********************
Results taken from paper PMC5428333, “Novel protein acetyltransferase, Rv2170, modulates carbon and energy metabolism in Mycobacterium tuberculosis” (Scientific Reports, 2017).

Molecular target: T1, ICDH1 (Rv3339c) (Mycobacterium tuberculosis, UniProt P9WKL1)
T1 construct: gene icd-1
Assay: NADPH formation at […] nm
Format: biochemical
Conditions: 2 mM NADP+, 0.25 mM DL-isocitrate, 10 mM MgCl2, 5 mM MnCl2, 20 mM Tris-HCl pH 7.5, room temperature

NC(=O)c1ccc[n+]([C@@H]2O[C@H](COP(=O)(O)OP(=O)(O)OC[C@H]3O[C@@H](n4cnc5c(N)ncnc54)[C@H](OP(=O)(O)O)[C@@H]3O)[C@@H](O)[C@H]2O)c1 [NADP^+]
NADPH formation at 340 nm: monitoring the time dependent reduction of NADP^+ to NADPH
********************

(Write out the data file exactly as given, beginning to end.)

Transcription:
Results taken from paper PMC5428333, “Novel protein acetyltransferase, Rv2170, modulates carbon and energy metabolism in Mycobacterium tuberculosis” (Scientific Reports, 2017).

Molecular target: T1, ICDH1 (Rv3339c) (Mycobacterium tuberculosis, UniProt P9WKL1)
T1 construct: gene icd-1
Assay: NADPH formation at […] nm
Format: biochemical
Conditions: 2 mM NADP+, 0.25 mM DL-isocitrate, 10 mM MgCl2, 5 mM MnCl2, 20 mM Tris-HCl pH 7.5, room temperature

NC(=O)c1ccc[n+]([C@@H]2O[C@H](COP(=O)(O)OP(=O)(O)OC[C@H]3O[C@@H](n4cnc5c(N)ncnc54)[C@H](OP(=O)(O)O)[C@@H]3O)[C@@H](O)[C@H]2O)c1 [NADP^+]
NADPH formation at 340 nm: monitoring the time dependent reduction of NADP^+ to NADPH